Azolla is a tiny but fast-growing fern – and a voracious eater of carbon dioxide. (Photo: Richard Droker, Flickr CC BY-NC-ND 2.0)
Fifty million years ago, Earth was a hothouse, with carbon dioxide levels nearly ten times what they are today. Then along came a tiny but fast-growing fern called Azolla. Within a million years it had pulled trillions of tons of carbon dioxide from the atmosphere, cooling the Earth. Living on Earth’s Anna Gibbs explains how the carbon-fixing powers of Azolla might now be harnessed to help us cool the planet once again.
CURWOOD: Coming up a failed tsunami warning system has a catastrophic impact in Indonesia but first this cool fix for a hot planet with living on Earth’s Anna Gibbs.
GIBBS: Scientists from Duke and Cornell Universities recently led a crowdfunding effort to sequence the genome of a tiny fern called Azolla. They had a hunch that the ancient plant could help cool down our planet - for a second time.
Fifty million years ago, the earth was hot and thick with greenhouse gases. Carbon dioxide levels were nearly ten times what we see today. Heavy rain flooded the coasts, palm trees sprouted in Antarctica, and the Arctic Ocean was like a warm lake.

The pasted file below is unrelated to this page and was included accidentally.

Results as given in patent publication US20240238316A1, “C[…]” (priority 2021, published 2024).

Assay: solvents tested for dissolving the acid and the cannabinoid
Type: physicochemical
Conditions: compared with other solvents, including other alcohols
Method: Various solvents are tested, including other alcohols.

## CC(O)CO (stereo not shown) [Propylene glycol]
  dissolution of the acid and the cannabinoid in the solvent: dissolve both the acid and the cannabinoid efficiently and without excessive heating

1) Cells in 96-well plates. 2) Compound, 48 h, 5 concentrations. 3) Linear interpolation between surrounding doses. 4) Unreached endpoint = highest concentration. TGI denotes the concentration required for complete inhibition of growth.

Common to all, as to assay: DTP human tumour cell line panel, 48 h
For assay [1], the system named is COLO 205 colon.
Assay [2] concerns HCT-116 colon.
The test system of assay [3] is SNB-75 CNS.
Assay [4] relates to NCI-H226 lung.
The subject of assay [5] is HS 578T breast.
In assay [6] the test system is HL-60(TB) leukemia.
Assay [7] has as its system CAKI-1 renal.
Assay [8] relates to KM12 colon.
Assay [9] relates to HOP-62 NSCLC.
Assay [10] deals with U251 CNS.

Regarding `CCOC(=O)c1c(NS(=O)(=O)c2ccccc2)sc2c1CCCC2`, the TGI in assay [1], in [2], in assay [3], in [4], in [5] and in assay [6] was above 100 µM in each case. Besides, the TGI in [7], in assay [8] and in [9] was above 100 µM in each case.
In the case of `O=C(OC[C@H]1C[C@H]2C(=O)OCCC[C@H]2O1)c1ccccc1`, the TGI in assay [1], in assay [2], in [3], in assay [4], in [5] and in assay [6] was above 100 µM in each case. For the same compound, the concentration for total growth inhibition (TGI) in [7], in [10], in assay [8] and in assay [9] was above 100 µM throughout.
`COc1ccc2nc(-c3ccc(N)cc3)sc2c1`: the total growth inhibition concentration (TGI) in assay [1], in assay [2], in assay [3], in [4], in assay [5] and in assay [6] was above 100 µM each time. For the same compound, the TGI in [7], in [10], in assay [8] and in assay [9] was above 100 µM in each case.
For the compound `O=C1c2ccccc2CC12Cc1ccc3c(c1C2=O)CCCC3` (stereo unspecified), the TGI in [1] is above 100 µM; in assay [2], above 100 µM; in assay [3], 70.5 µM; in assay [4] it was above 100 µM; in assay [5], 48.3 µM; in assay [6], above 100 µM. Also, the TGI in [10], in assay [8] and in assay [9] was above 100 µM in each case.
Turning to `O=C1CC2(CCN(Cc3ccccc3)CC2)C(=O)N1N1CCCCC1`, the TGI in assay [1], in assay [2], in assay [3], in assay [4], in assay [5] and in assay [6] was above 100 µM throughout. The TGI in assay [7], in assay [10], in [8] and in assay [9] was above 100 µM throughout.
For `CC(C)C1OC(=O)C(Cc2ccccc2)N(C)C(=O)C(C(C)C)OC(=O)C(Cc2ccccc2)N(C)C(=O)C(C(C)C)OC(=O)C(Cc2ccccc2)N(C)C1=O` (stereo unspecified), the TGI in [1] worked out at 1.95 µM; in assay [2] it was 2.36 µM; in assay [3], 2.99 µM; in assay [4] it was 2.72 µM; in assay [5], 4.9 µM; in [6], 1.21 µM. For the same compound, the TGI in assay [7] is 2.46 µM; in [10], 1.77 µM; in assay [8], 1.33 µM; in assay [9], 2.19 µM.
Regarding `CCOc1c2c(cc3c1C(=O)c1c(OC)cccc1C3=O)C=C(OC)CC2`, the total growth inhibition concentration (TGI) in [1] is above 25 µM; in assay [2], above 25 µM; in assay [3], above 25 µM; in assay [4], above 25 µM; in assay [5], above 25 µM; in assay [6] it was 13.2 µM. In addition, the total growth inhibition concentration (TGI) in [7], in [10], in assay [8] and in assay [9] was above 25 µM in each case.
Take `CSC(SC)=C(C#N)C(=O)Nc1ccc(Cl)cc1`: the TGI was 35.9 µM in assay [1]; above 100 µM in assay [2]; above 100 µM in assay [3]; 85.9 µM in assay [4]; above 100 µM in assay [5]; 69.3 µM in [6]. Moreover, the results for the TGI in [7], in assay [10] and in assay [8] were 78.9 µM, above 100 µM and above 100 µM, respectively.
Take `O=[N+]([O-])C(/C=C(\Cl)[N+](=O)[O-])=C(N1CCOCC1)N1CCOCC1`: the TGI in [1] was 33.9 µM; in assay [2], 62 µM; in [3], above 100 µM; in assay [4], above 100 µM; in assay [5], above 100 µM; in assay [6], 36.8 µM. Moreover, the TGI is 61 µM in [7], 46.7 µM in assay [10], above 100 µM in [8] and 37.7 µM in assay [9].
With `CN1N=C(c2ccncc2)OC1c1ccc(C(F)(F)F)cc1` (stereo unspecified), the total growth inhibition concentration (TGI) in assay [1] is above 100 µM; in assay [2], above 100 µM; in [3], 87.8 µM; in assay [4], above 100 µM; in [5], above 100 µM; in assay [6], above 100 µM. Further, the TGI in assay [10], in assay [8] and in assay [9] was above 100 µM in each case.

Then along came Azolla. It thrived in the nutrient-rich air and soon covered the oceans like a thick green carpet. Though minuscule, with leaves smaller than a gnat, Azolla can double its entire body mass in less than two days. To do that it sucks up a lot of carbon dioxide, which makes it an excellent carbon sink. Within a million years, Azolla pulled trillions of tons of carbon dioxide from the atmosphere. In fact, Azolla gobbled up so much carbon dioxide - nearly half the CO2 available at the time - that it helped cool the planet from an intense hothouse to the temperate climate we have today. Now scientists are researching the potential for Azolla to alter the climate once again.
And if averting catastrophic climate change wasn’t enough, Azolla has another trick up its sleeve: it’s an excellent natural fertilizer. In fact, Azolla has been used to fertilize rice paddies in Asia for over a thousand years, and researchers believe it could be used on other crops to decrease the need for toxic synthetic fertilizers.
And the list doesn’t end there. Azolla has the potential to be a natural insect repellant and even a sustainable food source.
In any case, it seems Azolla may be able to lend us a hand - albeit an extremely tiny one.
That’s this week’s cool fix for a hot planet, I’m Anna Gibbs.
CURWOOD: And if you have an idea for a cool fix for our hot planet please send it our way and we might put it on the air. Our email address is comments at L-O-E dot O-R-G, that’s comments at L-O-E dot ORG.
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